One CPS worker discovers several bruises and cuts on both boys – you know them to be the result of having two rambunctious boys who like to play outdoors – and records them in the report. As a result of the femoral fracture, the boys’ testimony, the presence of bruising and abrasions on both children, and the fanciful nature of the rattlesnake story, CPS determines that the children may be at risk and removes them from your custody until a formal investigation can be performed.
Just like that, your son’s unfortunate accident turns into a formal accusation of child abuse because the doctor and CPS officials are trained to identify femoral shaft fractures as suspected non-accidental trauma (SNAT) – a strong indication of abuse even if the injury is explained by the parent.
What do you do?
First, know that CPS will attempt to place the children with a family member, usually grandparents, while the investigation proceeds. Next, call an experienced Arizona child abuse and neglect defense attorney.
The presumption that a femoral shaft fracture is more frequently caused by abuse than by accident is not insurmountable, but it carries significant weight in CPS proceedings. In order to prove that no wrongdoing has occurred, you may need to hire an expert to review the x-rays and compare them to the scene of the accident in order to refute the claim of abuse. Because the eyes of judges and jurors tend to glaze over when they hear complex medical testimony, your attorney will need to understand not only the law, but also the medicine and how to synthesize the two in a way that non-experts can understand.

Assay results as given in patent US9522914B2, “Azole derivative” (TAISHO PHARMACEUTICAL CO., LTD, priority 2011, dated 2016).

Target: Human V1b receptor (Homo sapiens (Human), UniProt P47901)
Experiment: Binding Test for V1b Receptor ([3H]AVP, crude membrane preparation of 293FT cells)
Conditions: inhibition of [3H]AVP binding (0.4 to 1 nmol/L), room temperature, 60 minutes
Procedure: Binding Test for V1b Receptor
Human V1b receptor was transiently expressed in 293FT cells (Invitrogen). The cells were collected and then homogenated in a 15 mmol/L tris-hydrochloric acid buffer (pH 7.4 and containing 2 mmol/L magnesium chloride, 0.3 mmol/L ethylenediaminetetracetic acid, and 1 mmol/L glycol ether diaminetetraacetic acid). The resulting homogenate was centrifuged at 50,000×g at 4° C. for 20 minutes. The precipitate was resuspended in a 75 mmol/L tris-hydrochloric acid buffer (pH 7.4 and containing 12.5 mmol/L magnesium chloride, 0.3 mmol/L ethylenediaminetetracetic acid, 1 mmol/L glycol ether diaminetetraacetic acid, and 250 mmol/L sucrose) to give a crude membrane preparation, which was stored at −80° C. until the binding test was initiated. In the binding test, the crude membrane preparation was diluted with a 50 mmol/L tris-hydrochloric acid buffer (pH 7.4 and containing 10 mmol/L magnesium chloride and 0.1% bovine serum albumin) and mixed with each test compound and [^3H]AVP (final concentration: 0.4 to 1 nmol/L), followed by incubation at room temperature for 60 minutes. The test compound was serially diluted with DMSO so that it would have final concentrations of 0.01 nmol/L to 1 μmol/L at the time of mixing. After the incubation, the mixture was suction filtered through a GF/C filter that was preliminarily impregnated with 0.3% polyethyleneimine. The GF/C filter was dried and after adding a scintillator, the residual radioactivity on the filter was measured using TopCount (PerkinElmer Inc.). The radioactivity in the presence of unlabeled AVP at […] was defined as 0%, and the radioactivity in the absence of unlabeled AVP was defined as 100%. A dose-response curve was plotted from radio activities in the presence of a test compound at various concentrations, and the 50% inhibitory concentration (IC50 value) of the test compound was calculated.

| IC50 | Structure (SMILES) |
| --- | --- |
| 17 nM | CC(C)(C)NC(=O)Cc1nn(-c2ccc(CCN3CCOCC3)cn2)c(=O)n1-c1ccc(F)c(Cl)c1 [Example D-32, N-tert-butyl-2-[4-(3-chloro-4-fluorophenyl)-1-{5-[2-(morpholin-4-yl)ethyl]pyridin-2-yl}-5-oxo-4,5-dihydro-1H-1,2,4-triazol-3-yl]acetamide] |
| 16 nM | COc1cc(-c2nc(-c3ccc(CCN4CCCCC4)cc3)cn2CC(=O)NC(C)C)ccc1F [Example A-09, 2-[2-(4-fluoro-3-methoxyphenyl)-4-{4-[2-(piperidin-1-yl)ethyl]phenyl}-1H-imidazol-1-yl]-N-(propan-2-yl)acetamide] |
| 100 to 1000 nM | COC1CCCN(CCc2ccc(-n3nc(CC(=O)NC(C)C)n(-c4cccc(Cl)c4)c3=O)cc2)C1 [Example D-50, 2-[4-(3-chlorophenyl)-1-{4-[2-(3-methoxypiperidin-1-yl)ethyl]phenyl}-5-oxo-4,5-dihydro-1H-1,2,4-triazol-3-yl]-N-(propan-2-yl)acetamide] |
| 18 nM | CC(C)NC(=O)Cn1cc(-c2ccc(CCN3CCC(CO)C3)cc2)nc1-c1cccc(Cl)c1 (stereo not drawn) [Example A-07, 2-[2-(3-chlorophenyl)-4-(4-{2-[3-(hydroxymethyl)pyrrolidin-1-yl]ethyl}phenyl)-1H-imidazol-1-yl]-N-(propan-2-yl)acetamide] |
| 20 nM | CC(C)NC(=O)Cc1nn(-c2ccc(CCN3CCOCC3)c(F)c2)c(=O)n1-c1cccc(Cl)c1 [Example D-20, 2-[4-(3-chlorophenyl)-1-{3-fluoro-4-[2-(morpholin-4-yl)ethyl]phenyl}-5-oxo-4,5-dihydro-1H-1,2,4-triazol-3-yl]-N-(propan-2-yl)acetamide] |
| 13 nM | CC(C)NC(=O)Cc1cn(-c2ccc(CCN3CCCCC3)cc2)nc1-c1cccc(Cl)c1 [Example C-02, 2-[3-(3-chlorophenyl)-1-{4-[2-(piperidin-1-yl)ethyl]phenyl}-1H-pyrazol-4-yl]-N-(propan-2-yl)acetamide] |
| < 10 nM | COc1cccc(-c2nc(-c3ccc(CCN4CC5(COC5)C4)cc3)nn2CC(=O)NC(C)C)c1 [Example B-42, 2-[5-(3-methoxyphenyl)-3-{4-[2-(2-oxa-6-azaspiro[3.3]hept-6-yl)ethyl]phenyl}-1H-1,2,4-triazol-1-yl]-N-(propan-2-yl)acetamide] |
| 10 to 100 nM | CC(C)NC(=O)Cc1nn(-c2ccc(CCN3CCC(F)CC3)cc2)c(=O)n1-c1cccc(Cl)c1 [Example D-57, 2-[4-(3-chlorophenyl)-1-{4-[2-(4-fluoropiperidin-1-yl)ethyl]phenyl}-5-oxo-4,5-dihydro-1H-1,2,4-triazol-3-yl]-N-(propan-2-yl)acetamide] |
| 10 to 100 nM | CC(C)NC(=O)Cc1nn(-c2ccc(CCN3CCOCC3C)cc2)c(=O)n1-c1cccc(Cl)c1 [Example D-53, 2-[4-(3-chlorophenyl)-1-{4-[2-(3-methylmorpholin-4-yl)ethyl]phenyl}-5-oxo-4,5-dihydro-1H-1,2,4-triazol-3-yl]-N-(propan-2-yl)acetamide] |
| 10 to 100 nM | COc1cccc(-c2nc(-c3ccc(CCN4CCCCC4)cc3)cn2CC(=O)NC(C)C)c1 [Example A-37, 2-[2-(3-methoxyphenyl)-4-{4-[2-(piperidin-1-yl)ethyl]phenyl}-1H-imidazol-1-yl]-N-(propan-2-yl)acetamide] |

In 2011, the Phoenix Children’s Hospital published a study about CPS SNAT investigations and femoral fractures at their institution (you can access the study here: http://www.ncbi.nlm.nih.gov/pubmed/21598897). Doctors within the Division of Pediatric Orthopedic Surgery there observed that, over a five-year period, 31% of children with femoral shaft fractures were referred to CPS due to suspicion of non-accidental trauma. Among children younger than 1 year, 90% of those children were referred to CPS. Children whose parents used Medicaid or who had no insurance were also statistically more likely to be suspected.
These observations – that younger children and children of low-income families are more likely to be referred to CPS due to suspected non-accidental trauma – are just a few of the dangerous assumptions that we have seen lead to CPS action against fit parents. Femoral shaft fractures are not the only common SNAT injuries, either: spiral fractures, circular burn marks, oddly shaped bruises, and cervical spine injuries are just a few of numerous alarm-triggering issues that many physicians feel obligated to report.